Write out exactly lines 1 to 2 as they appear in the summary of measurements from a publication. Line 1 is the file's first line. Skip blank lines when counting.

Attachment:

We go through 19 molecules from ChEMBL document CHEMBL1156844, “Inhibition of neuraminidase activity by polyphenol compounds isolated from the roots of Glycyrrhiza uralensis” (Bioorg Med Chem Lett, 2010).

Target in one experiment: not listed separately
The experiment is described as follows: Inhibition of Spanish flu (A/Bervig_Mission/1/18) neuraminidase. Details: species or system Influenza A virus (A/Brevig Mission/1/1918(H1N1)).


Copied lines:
We go through 19 molecules from ChEMBL document CHEMBL1156844, “Inhibition of neuraminidase activity by polyphenol compounds isolated from the roots of Glycyrrhiza uralensis” (Bioorg Med Chem Lett, 2010).

Target in one experiment: not listed separately